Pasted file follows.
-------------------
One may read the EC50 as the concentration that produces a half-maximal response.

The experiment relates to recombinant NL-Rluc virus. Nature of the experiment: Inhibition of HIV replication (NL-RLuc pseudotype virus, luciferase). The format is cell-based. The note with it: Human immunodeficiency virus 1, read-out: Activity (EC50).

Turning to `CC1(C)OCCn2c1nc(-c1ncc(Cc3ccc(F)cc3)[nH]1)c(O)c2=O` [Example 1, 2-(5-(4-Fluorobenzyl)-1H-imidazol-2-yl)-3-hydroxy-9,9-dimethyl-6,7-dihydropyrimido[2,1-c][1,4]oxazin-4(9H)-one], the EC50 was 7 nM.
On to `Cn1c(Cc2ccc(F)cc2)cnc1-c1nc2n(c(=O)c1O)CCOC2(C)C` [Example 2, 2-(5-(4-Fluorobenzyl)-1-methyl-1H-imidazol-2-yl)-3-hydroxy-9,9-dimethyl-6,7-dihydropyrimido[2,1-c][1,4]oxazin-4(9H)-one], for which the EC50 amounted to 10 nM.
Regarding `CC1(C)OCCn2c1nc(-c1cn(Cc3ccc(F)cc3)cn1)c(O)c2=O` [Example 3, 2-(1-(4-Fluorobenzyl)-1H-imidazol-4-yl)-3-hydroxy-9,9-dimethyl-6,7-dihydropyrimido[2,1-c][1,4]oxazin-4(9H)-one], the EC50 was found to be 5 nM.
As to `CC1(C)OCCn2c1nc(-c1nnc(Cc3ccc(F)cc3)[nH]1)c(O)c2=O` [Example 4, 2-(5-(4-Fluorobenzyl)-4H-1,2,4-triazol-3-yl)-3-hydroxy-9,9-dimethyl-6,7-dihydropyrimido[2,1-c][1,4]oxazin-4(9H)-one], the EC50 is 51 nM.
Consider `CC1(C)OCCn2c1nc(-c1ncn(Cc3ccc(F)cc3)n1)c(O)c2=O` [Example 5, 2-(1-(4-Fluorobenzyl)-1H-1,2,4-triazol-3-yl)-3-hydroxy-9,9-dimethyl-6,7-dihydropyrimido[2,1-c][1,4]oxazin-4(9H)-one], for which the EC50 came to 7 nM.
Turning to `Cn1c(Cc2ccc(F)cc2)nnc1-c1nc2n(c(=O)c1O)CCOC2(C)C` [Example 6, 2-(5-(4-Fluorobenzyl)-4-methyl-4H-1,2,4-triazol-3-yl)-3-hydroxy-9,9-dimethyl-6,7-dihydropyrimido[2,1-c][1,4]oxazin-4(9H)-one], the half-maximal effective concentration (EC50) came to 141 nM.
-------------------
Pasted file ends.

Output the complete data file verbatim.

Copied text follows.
One may read the EC50 as the concentration that produces a half-maximal response.

The experiment relates to recombinant NL-Rluc virus. Nature of the experiment: Inhibition of HIV replication (NL-RLuc pseudotype virus, luciferase). The format is cell-based. The note with it: Human immunodeficiency virus 1, read-out: Activity (EC50).

Turning to `CC1(C)OCCn2c1nc(-c1ncc(Cc3ccc(F)cc3)[nH]1)c(O)c2=O` [Example 1, 2-(5-(4-Fluorobenzyl)-1H-imidazol-2-yl)-3-hydroxy-9,9-dimethyl-6,7-dihydropyrimido[2,1-c][1,4]oxazin-4(9H)-one], the EC50 was 7 nM.
On to `Cn1c(Cc2ccc(F)cc2)cnc1-c1nc2n(c(=O)c1O)CCOC2(C)C` [Example 2, 2-(5-(4-Fluorobenzyl)-1-methyl-1H-imidazol-2-yl)-3-hydroxy-9,9-dimethyl-6,7-dihydropyrimido[2,1-c][1,4]oxazin-4(9H)-one], for which the EC50 amounted to 10 nM.
Regarding `CC1(C)OCCn2c1nc(-c1cn(Cc3ccc(F)cc3)cn1)c(O)c2=O` [Example 3, 2-(1-(4-Fluorobenzyl)-1H-imidazol-4-yl)-3-hydroxy-9,9-dimethyl-6,7-dihydropyrimido[2,1-c][1,4]oxazin-4(9H)-one], the EC50 was found to be 5 nM.
As to `CC1(C)OCCn2c1nc(-c1nnc(Cc3ccc(F)cc3)[nH]1)c(O)c2=O` [Example 4, 2-(5-(4-Fluorobenzyl)-4H-1,2,4-triazol-3-yl)-3-hydroxy-9,9-dimethyl-6,7-dihydropyrimido[2,1-c][1,4]oxazin-4(9H)-one], the EC50 is 51 nM.
Consider `CC1(C)OCCn2c1nc(-c1ncn(Cc3ccc(F)cc3)n1)c(O)c2=O` [Example 5, 2-(1-(4-Fluorobenzyl)-1H-1,2,4-triazol-3-yl)-3-hydroxy-9,9-dimethyl-6,7-dihydropyrimido[2,1-c][1,4]oxazin-4(9H)-one], for which the EC50 came to 7 nM.
Turning to `Cn1c(Cc2ccc(F)cc2)nnc1-c1nc2n(c(=O)c1O)CCOC2(C)C` [Example 6, 2-(5-(4-Fluorobenzyl)-4-methyl-4H-1,2,4-triazol-3-yl)-3-hydroxy-9,9-dimethyl-6,7-dihydropyrimido[2,1-c][1,4]oxazin-4(9H)-one], the half-maximal effective concentration (EC50) came to 141 nM.